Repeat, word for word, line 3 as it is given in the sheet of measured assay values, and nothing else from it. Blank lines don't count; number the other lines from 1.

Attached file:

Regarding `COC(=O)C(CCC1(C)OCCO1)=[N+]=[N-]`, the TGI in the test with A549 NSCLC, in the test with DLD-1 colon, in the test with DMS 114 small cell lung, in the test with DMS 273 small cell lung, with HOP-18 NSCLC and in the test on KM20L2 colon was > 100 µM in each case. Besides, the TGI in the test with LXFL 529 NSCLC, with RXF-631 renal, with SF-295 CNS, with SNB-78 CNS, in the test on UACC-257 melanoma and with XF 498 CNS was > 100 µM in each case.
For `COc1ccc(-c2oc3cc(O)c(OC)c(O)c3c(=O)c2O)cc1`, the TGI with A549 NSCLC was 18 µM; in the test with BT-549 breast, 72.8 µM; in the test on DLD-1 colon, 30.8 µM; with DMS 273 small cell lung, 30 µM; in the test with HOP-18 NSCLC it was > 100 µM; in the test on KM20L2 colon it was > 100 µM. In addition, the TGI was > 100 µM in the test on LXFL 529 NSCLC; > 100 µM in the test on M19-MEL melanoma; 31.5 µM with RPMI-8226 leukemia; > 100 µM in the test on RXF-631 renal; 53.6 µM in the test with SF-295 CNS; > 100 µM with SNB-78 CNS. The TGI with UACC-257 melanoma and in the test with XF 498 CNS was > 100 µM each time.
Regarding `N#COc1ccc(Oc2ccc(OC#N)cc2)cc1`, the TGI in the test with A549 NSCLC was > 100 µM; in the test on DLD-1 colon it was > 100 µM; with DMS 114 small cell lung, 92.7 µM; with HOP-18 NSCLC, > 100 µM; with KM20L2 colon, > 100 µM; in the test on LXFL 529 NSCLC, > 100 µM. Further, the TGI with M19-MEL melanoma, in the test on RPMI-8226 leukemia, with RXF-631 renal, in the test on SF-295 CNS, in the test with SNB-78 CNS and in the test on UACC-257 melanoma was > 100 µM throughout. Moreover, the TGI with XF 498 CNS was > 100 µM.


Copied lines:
Regarding `N#COc1ccc(Oc2ccc(OC#N)cc2)cc1`, the TGI in the test with A549 NSCLC was > 100 µM; in the test on DLD-1 colon it was > 100 µM; with DMS 114 small cell lung, 92.7 µM; with HOP-18 NSCLC, > 100 µM; with KM20L2 colon, > 100 µM; in the test on LXFL 529 NSCLC, > 100 µM. Further, the TGI with M19-MEL melanoma, in the test on RPMI-8226 leukemia, with RXF-631 renal, in the test on SF-295 CNS, in the test with SNB-78 CNS and in the test on UACC-257 melanoma was > 100 µM throughout. Moreover, the TGI with XF 498 CNS was > 100 µM.